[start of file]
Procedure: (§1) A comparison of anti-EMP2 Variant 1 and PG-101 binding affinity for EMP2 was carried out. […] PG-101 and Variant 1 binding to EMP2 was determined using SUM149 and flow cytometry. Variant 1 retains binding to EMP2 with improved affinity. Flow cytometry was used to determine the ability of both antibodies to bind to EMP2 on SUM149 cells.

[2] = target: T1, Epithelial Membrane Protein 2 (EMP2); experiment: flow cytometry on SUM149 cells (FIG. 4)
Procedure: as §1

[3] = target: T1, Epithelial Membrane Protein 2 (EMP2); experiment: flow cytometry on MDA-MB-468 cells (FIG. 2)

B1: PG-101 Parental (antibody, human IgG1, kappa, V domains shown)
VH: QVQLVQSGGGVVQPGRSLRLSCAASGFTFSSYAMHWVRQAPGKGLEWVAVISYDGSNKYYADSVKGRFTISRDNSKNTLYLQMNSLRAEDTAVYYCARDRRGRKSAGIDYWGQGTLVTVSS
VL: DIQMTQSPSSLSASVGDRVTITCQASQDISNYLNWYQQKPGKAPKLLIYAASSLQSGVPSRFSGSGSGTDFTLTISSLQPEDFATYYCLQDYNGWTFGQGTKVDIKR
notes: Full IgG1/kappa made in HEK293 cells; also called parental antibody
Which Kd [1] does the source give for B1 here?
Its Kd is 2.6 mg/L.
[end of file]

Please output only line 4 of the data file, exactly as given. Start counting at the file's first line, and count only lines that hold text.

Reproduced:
[3] = target: T1, Epithelial Membrane Protein 2 (EMP2); experiment: flow cytometry on MDA-MB-468 cells (FIG. 2)